Unfortunately, our educational system teaches all the wrong ideas to students. Big business follows the corporate philosophy of Bernard Mandeville and his student Adam Smith, while the scientific community (technology included) follows the wrong teaching of Darwin’s theory of struggle for existence. Incidentally, Darwin was also a student of Mandeville at some time in his career. Both these two gurus goad us to struggle for existence at the cost of others, while the real science and economics should follow co-operation as the basis of mankind’s growth. Both streams of learning in India today (a copy cat of western teaching) destroy the spiritual wisdom that was at the core of our educational system in India up until the time Thomas Babington Macaulay destroyed it to give us “Englsih” education to prepare a few Indians who are “Indians in colour and blood but British in thinking, morals, ethics and action.” One such example in economics is in order here as the author is basically an economist, and a good one at that.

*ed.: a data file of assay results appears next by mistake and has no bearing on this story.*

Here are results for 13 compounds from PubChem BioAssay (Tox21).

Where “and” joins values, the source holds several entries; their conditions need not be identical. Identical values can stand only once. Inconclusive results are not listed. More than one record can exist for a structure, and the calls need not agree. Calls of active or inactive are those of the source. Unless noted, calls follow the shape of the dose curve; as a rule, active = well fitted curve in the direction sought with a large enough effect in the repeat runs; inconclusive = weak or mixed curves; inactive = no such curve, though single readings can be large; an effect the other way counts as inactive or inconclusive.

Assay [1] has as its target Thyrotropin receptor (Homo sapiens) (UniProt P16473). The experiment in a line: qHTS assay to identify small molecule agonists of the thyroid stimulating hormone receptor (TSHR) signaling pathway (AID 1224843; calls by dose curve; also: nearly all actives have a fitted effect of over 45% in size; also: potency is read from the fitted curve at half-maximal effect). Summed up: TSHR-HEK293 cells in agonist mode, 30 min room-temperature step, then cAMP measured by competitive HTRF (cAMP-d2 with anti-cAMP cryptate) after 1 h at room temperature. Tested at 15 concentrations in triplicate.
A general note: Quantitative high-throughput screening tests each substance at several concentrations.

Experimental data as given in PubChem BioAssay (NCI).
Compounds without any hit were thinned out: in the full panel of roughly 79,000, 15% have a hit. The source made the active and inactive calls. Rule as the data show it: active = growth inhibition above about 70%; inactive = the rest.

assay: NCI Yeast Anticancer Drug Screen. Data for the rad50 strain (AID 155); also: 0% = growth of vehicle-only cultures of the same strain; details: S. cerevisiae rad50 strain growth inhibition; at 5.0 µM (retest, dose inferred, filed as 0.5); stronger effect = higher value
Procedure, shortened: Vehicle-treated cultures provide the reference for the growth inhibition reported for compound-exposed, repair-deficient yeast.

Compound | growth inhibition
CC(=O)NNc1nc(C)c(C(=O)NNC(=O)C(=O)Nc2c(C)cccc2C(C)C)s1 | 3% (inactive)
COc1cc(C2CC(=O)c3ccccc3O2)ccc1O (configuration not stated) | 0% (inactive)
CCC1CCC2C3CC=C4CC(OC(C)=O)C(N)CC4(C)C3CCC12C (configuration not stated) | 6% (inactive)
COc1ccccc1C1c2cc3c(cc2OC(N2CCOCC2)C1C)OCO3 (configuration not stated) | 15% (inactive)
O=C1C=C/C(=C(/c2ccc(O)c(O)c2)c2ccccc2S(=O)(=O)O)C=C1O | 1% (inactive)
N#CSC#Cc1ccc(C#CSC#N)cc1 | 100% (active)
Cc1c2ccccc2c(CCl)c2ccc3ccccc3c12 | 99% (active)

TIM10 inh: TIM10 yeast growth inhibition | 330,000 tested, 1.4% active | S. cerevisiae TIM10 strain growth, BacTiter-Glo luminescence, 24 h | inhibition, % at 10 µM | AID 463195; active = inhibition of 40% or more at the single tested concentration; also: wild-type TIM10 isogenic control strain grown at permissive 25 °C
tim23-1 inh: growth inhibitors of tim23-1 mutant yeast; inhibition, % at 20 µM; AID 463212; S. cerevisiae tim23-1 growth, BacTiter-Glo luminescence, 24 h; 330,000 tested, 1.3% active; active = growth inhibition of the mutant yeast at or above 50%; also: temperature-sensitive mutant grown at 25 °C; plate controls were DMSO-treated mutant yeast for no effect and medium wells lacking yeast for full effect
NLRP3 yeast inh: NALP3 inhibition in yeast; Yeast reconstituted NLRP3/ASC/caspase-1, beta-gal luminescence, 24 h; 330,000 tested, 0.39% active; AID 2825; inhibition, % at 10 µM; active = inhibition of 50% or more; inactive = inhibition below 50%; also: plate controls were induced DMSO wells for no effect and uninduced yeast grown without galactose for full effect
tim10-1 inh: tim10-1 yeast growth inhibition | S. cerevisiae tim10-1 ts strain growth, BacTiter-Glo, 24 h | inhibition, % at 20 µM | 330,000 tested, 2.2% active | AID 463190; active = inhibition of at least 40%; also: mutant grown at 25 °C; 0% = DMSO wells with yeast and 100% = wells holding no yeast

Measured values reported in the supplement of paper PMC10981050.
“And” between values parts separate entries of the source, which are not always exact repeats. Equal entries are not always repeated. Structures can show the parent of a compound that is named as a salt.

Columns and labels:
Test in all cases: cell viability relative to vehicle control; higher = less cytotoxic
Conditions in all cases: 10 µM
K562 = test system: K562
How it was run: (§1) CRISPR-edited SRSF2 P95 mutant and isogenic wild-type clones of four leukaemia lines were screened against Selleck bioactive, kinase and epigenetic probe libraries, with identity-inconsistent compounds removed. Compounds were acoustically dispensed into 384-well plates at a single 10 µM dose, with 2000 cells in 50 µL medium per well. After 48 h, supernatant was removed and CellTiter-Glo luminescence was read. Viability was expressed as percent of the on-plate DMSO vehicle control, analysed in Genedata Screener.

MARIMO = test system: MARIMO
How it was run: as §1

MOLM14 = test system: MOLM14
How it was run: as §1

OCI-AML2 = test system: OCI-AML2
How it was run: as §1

The Nobel Prize in economics in 2002 went to two professors of economics in Chicago, Vernon Smith and Daniel Kahneman. Today economists also do laboratory research. Their famous “Dictator Behavioural” experiment in the Chicago stock market gave them the inference that all human beings are hard wired to be altruistic. They wrote the paper and bagged the Nobel. Their own colleague in the department, John List, thought that this inference was contrary to what one sees in the world. He repeated the same experiment in the same stock market with one difference. While Vernon Smith had told the subjects of his experiment that what they do in the market will be carefully observed by researchers, John List, their colleague, on the other hand, told his subjects that they will not be observed at all at the stock market. John’s results universally showed that all human beings are anything but altruistic. They are all Homo Economicus-wanting to have more and more for themselves and nothing for others! But the truth did not get the Nobel Prize.